The Rise of LockBit Knockoffs: A Cautionary Tale in Cybersecurity


Published on Oct 20, 2023   —   4 min read

In the shadowy corridors of the cyber underworld, imitation isn't just the sincerest form of flattery—it's a blueprint for chaos. The LockBit ransomware, notorious for its sophisticated attacks, has now spawned a new breed of cyber threats. Thanks to a leaked toolkit, the barriers to entry have crumbled, allowing even novice hackers to craft their own versions of this malicious software. This alarming development, highlighted by The Record, isn't just a footnote in cybersecurity chronicles; it's a glaring headline that demands our immediate attention.

The Leaked Toolkit: A Pandora's Box

In September 2022, a disgruntled affiliate leaked the toolkit used by the LockBit ransomware gang. This toolkit was essentially a "do-it-yourself" kit for creating ransomware. Experts immediately raised red flags, fearing that less skilled hackers would now have the ability to create their own ransomware strains.

The Realization of Fears

When the LockBit toolkit was initially leaked, cybersecurity experts sounded the alarm, warning that the tools could fall into the wrong hands and lead to a new wave of ransomware attacks. Researchers at Sophos have now confirmed that these fears were not unfounded. They've identified at least two instances where hackers have exploited popular vulnerabilities using ransomware strains crafted from the leaked toolkit. One such instance involved the exploitation of CVE-2023-40044, a vulnerability that affects Progress Software’s WS_FTP Server product. This wasn't a random shot in the dark; it was a targeted attack that leveraged known vulnerabilities, underscoring the fact that the theoretical risks posed by the toolkit leak have transitioned into tangible threats.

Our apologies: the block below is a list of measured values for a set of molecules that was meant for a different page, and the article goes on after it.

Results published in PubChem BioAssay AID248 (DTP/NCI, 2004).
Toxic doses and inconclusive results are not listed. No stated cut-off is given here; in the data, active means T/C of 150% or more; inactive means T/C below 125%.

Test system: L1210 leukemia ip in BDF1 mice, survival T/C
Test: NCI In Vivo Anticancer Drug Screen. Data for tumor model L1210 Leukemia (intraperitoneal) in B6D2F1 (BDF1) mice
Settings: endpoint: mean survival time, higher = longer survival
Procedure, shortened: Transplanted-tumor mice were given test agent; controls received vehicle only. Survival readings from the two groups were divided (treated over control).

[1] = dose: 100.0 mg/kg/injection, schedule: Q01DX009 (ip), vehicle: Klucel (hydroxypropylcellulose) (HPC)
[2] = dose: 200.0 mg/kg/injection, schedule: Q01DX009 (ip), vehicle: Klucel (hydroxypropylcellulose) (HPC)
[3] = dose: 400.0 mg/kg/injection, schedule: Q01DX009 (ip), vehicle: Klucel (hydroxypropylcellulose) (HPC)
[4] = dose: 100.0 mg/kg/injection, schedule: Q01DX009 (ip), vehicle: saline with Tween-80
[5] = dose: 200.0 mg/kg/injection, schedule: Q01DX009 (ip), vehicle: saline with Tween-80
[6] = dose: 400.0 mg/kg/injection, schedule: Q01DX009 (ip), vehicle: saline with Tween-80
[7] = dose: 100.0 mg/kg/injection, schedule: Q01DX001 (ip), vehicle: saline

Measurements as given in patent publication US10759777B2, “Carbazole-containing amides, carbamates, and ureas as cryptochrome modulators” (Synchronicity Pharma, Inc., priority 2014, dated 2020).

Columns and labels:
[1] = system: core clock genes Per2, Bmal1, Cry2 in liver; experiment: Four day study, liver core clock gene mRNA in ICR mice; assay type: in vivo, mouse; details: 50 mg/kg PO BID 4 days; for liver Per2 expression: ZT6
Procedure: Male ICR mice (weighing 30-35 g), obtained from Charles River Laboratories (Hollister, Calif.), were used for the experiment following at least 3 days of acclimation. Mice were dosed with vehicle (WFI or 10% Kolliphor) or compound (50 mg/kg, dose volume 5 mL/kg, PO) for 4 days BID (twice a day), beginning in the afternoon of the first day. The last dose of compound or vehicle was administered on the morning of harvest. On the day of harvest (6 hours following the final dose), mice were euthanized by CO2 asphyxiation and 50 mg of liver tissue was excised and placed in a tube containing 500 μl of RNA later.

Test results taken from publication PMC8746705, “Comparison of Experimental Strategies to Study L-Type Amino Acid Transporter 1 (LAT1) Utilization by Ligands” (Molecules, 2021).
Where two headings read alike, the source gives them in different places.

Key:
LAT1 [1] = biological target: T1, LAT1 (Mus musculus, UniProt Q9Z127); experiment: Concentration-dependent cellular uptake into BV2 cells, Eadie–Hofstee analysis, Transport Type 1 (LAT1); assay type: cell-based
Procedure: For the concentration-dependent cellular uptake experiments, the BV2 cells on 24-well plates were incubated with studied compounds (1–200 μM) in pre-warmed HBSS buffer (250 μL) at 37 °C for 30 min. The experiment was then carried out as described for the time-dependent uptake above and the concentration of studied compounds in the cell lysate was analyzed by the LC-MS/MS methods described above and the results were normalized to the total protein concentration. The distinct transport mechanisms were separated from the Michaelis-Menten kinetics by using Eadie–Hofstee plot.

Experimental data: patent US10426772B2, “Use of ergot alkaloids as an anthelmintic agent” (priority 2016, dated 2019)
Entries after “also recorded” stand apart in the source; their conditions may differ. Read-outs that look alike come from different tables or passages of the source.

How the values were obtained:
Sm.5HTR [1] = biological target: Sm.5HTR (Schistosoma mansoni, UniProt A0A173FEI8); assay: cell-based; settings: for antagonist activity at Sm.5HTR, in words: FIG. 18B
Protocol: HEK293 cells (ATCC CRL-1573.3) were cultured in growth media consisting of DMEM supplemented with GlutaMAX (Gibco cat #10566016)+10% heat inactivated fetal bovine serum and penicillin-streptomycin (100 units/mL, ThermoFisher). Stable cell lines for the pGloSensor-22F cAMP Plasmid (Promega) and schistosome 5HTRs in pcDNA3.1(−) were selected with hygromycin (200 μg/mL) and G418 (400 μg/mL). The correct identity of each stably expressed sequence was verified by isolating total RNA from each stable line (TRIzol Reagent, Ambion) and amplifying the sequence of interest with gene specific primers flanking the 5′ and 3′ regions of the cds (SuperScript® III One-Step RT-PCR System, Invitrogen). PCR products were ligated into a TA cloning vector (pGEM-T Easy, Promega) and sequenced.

Sophos' findings also revealed a concerning detail: despite a patch being available for the CVE-2023-40044 vulnerability, they discovered servers that remained unpatched. This is a glaring example of the cybersecurity complacency that can turn manageable risks into full-blown crises. It's not just the hackers who are becoming more sophisticated; it's also the organizations themselves that are failing to keep pace. The availability of a patch is meaningless if it's not applied, and this oversight provides cybercriminals with the openings they need to infiltrate systems. The Sophos report serves as a cautionary tale, emphasizing the urgent need for organizations to not only be aware of emerging threats but also to act swiftly in addressing them.

The New Players: Reichsadler and BlackDogs2023—A Closer Look at the Emerging Threats

In the wake of the LockBit toolkit leak, cybersecurity researchers have identified new ransomware strains that are capitalizing on this unfortunate event. Two such strains that have caught the attention of Sophos are "The Reichsadler Cybercrime Group" and "BlackDogs2023." Let's delve into the unique characteristics and tactics of these new players.

The Reichsadler Cybercrime Group: Small Demands, Big Implications